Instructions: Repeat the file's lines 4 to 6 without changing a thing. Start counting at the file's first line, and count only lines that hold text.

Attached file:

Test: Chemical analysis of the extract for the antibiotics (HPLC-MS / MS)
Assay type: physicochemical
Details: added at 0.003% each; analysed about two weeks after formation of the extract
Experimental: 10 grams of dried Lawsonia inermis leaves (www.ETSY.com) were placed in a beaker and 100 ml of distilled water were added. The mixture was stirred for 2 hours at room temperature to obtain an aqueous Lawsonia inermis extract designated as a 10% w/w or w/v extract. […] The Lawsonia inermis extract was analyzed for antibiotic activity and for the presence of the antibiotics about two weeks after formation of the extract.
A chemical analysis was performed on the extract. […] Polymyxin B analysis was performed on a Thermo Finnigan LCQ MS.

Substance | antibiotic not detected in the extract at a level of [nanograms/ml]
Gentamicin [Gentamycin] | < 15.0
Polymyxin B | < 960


Experimental: 10 grams of dried Lawsonia inermis leaves (www.ETSY.com) were placed in a beaker and 100 ml of distilled water were added. The mixture was stirred for 2 hours at room temperature to obtain an aqueous Lawsonia inermis extract designated as a 10% w/w or w/v extract. […] The Lawsonia inermis extract was analyzed for antibiotic activity and for the presence of the antibiotics about two weeks after formation of the extract.
A chemical analysis was performed on the extract. […] Polymyxin B analysis was performed on a Thermo Finnigan LCQ MS.

Substance | antibiotic not detected in the extract at a level of [nanograms/ml]